The Obama Administration, the Peace Process and 2012
Sec. Clinton Stops by Israel
Secretary of State Hillary Clinton went on a whirlwind trip to Israel on Monday to talk with Israeli and Palestinian leaders about reviving the peace process. Secretary Clinton participated in “a 14-hour marathon of meetings” around Jerusalem with Israeli Foreign Minister Avigdor Lieberman, President Shimon Peres, Palestinian Authority Prime Mister Salam Fayyad, Quartet Representative Tony Blair, Defense Minister Ehud Barak, and Prime Minister Benjamin Netanyahu.
Secretary Clinton told reporters that although United States will help “support and environment for talks….it’s up to the parties to do the hard work for peace.” She continued saying, “peace won’t wait and the responsibility falls on all of us to keep pressing forward.”
Some analysts saw the trip as a way for President Barack Obama to score points that he will need to win a second term. Presumptive Republican presidential candidate Mitt Romney is expected to visit Israel soon to court the Jewish vote and solidify evangelical support. Eytan Gilboa said to The New York Times about Secretary Clinton’s visit, “Why now? The answer is elections. Hillary Clinton is very popular in Israel. There were talks about Obama coming here — I think he did very well to avoid a visit by himself. It was a great idea to send her to do some politicking for him.”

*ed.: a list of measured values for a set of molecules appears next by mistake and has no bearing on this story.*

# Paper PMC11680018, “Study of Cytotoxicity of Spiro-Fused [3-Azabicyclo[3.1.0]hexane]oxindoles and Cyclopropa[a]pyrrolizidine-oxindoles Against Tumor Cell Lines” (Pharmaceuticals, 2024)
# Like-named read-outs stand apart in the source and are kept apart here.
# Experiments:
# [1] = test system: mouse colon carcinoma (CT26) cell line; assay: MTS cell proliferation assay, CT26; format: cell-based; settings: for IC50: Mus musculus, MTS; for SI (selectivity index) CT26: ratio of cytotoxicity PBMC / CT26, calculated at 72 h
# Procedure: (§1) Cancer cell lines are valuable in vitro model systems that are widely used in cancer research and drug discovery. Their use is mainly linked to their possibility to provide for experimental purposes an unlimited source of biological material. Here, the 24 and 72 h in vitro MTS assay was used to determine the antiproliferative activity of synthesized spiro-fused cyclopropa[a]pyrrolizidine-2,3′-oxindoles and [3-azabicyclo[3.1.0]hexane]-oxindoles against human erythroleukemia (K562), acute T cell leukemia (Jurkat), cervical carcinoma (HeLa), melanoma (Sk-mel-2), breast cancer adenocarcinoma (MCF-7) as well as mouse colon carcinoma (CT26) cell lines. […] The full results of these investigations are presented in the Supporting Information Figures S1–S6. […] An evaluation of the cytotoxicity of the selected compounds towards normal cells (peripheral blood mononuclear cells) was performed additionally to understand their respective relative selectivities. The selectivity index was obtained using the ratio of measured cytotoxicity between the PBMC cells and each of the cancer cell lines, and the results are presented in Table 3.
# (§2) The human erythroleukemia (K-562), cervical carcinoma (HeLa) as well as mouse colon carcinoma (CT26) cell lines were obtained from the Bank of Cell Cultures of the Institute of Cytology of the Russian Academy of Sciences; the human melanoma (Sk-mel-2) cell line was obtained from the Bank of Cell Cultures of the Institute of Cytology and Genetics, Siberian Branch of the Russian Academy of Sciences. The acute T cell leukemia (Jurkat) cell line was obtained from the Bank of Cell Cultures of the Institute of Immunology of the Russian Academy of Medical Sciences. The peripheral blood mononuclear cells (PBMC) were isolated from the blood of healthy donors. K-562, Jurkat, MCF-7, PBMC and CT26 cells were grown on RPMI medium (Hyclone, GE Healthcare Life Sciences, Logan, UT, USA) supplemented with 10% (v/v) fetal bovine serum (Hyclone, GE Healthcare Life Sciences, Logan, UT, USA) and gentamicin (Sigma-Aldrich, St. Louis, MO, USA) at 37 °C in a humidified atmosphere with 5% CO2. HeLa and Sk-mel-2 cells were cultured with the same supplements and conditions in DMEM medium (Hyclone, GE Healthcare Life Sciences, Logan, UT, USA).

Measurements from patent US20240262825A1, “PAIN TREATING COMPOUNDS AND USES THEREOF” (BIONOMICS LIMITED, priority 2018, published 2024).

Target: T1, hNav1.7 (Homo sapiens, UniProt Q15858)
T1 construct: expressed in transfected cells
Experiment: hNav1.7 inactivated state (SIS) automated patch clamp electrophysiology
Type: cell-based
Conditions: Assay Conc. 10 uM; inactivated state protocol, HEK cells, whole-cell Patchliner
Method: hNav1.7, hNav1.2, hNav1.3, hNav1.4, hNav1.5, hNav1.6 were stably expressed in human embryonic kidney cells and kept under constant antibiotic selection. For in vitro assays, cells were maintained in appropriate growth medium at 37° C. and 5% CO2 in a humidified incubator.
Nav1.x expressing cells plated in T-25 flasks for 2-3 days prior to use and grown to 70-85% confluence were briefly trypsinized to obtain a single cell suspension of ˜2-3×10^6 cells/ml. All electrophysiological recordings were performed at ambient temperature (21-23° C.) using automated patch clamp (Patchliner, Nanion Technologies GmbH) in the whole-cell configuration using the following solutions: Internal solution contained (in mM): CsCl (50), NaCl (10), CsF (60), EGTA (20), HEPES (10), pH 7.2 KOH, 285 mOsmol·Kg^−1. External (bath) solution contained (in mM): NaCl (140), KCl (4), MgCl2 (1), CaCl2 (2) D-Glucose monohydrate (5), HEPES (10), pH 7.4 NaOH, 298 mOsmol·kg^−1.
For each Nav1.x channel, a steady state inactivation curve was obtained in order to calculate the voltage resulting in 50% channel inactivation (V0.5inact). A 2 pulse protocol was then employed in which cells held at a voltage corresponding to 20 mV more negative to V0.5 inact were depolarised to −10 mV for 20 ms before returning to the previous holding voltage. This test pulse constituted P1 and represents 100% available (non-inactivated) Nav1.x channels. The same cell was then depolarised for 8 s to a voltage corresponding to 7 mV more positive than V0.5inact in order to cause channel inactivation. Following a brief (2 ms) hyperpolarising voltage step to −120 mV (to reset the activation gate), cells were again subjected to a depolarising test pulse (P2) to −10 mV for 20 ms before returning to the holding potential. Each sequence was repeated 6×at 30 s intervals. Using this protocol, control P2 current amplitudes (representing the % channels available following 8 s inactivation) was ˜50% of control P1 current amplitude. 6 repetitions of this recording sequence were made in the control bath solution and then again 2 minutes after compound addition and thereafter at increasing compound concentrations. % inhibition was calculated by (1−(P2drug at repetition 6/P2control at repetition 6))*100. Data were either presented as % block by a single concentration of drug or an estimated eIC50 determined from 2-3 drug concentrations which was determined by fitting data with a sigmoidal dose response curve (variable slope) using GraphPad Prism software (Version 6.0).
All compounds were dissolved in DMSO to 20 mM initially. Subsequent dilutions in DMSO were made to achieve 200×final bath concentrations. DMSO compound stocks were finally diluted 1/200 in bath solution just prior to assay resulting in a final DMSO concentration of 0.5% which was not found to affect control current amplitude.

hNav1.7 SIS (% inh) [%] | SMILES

Looking Back at Obama’s Peace Process Efforts
When Obama took office in 2009, there were high hopes that he would revamp the American role in the peace. While Obama’s historic Cairo speech in 2009 was intended to signal a new approach to the Israeli-Palestinian conflict and the greater Arab world, Obama told a group of Jewish leaders in June 2012 that his policies are not “evenhanded.” He reportedly told the assembled group, “We are being decidedly more attentive to Israel’s security needs.”
What went wrong? With six months left in Obama’s term and the peace process as stagnate as ever, there are many different fingers pointing in many difference directions when it comes to answering that question. The Washington Post published an extensive article on Sunday (July 15) that goes behind the scenes in the Obama Administration and tries to explain where the efforts to resolve the Israeli-Palestinian conflict went wrong. Journalist Scott Wilson reveals interpersonal conflicts and domestic politics on all sides that hampered the peace process, creating the stagnate situation seen today.
According to Wilson, the relationship between Obama and Israeli Prime Minister Benjamin Netanyahu faced an uphill battle from the beginning. On the campaign trail, Obama told supporters, “I think there is a strain within the pro-Israel community that says unless you adopt an unwavering pro-Likud approach to Israel that you’re anti-Israel…that can’t be a measure of our friendship.” Less than three months after Obama took office, Netanyahu, from the Likud party, became prime minister of Israel.
Other obstacles included a rivalry between Middle East envoy George Mitchell and National Security Council adviser Denis Ross over influence and responsibilities, and the Fatah-Hamas division facing Palestinian Authority President Mahmoud Abbas.
Israel Plays Role in 2012 Elections